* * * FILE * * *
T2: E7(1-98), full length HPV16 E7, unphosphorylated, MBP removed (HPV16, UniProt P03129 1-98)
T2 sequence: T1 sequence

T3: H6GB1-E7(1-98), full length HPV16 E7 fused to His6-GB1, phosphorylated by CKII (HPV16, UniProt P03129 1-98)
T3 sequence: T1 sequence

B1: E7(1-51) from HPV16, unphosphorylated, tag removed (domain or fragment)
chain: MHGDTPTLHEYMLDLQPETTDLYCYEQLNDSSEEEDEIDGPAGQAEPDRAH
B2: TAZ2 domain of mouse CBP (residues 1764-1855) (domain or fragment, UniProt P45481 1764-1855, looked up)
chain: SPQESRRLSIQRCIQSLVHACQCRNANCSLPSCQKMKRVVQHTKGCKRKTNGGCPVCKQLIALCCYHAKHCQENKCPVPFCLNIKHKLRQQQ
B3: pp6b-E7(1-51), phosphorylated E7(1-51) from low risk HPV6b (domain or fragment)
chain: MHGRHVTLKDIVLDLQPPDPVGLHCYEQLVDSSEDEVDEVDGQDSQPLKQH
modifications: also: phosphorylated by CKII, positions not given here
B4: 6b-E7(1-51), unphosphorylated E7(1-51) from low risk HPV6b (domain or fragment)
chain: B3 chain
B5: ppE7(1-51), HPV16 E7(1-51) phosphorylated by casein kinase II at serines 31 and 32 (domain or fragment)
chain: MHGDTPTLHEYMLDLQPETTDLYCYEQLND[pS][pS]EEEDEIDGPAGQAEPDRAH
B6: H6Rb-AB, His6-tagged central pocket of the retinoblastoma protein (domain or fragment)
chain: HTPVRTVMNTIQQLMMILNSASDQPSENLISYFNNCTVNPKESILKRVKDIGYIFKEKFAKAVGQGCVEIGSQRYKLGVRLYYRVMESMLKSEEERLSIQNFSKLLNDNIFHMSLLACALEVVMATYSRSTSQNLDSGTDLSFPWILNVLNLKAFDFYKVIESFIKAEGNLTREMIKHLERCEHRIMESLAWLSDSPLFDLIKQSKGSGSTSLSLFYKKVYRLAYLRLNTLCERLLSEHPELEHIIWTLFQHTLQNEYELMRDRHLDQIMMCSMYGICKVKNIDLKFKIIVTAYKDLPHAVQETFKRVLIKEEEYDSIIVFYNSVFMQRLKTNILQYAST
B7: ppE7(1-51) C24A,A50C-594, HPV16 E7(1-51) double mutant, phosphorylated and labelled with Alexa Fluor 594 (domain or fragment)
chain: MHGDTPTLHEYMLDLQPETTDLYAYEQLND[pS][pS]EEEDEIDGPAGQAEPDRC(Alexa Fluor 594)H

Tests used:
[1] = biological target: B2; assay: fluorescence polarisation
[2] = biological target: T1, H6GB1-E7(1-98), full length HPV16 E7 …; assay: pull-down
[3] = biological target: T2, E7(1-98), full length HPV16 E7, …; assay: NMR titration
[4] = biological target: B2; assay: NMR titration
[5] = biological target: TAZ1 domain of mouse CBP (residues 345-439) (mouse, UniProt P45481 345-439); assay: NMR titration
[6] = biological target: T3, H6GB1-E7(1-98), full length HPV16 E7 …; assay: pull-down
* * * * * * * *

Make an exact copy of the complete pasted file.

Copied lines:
T2: E7(1-98), full length HPV16 E7, unphosphorylated, MBP removed (HPV16, UniProt P03129 1-98)
T2 sequence: T1 sequence

T3: H6GB1-E7(1-98), full length HPV16 E7 fused to His6-GB1, phosphorylated by CKII (HPV16, UniProt P03129 1-98)
T3 sequence: T1 sequence

B1: E7(1-51) from HPV16, unphosphorylated, tag removed (domain or fragment)
chain: MHGDTPTLHEYMLDLQPETTDLYCYEQLNDSSEEEDEIDGPAGQAEPDRAH
B2: TAZ2 domain of mouse CBP (residues 1764-1855) (domain or fragment, UniProt P45481 1764-1855, looked up)
chain: SPQESRRLSIQRCIQSLVHACQCRNANCSLPSCQKMKRVVQHTKGCKRKTNGGCPVCKQLIALCCYHAKHCQENKCPVPFCLNIKHKLRQQQ
B3: pp6b-E7(1-51), phosphorylated E7(1-51) from low risk HPV6b (domain or fragment)
chain: MHGRHVTLKDIVLDLQPPDPVGLHCYEQLVDSSEDEVDEVDGQDSQPLKQH
modifications: also: phosphorylated by CKII, positions not given here
B4: 6b-E7(1-51), unphosphorylated E7(1-51) from low risk HPV6b (domain or fragment)
chain: B3 chain
B5: ppE7(1-51), HPV16 E7(1-51) phosphorylated by casein kinase II at serines 31 and 32 (domain or fragment)
chain: MHGDTPTLHEYMLDLQPETTDLYCYEQLND[pS][pS]EEEDEIDGPAGQAEPDRAH
B6: H6Rb-AB, His6-tagged central pocket of the retinoblastoma protein (domain or fragment)
chain: HTPVRTVMNTIQQLMMILNSASDQPSENLISYFNNCTVNPKESILKRVKDIGYIFKEKFAKAVGQGCVEIGSQRYKLGVRLYYRVMESMLKSEEERLSIQNFSKLLNDNIFHMSLLACALEVVMATYSRSTSQNLDSGTDLSFPWILNVLNLKAFDFYKVIESFIKAEGNLTREMIKHLERCEHRIMESLAWLSDSPLFDLIKQSKGSGSTSLSLFYKKVYRLAYLRLNTLCERLLSEHPELEHIIWTLFQHTLQNEYELMRDRHLDQIMMCSMYGICKVKNIDLKFKIIVTAYKDLPHAVQETFKRVLIKEEEYDSIIVFYNSVFMQRLKTNILQYAST
B7: ppE7(1-51) C24A,A50C-594, HPV16 E7(1-51) double mutant, phosphorylated and labelled with Alexa Fluor 594 (domain or fragment)
chain: MHGDTPTLHEYMLDLQPETTDLYAYEQLND[pS][pS]EEEDEIDGPAGQAEPDRC(Alexa Fluor 594)H

Tests used:
[1] = biological target: B2; assay: fluorescence polarisation
[2] = biological target: T1, H6GB1-E7(1-98), full length HPV16 E7 …; assay: pull-down
[3] = biological target: T2, E7(1-98), full length HPV16 E7, …; assay: NMR titration
[4] = biological target: B2; assay: NMR titration
[5] = biological target: TAZ1 domain of mouse CBP (residues 345-439) (mouse, UniProt P45481 345-439); assay: NMR titration
[6] = biological target: T3, H6GB1-E7(1-98), full length HPV16 E7 …; assay: pull-down